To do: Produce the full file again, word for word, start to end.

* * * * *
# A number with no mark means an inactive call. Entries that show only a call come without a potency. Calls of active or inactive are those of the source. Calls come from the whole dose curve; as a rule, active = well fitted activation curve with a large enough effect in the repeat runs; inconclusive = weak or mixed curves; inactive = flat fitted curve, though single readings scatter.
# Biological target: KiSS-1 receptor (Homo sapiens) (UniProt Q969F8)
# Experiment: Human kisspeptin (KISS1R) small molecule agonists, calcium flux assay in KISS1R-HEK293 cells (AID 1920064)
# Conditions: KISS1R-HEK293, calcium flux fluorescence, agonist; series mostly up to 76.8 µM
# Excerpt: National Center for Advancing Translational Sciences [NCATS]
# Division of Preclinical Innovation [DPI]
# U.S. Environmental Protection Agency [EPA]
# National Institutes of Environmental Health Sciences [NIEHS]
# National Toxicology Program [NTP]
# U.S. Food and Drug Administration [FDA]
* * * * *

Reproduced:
# A number with no mark means an inactive call. Entries that show only a call come without a potency. Calls of active or inactive are those of the source. Calls come from the whole dose curve; as a rule, active = well fitted activation curve with a large enough effect in the repeat runs; inconclusive = weak or mixed curves; inactive = flat fitted curve, though single readings scatter.
# Biological target: KiSS-1 receptor (Homo sapiens) (UniProt Q969F8)
# Experiment: Human kisspeptin (KISS1R) small molecule agonists, calcium flux assay in KISS1R-HEK293 cells (AID 1920064)
# Conditions: KISS1R-HEK293, calcium flux fluorescence, agonist; series mostly up to 76.8 µM
# Excerpt: National Center for Advancing Translational Sciences [NCATS]
# Division of Preclinical Innovation [DPI]
# U.S. Environmental Protection Agency [EPA]
# National Institutes of Environmental Health Sciences [NIEHS]
# National Toxicology Program [NTP]
# U.S. Food and Drug Administration [FDA]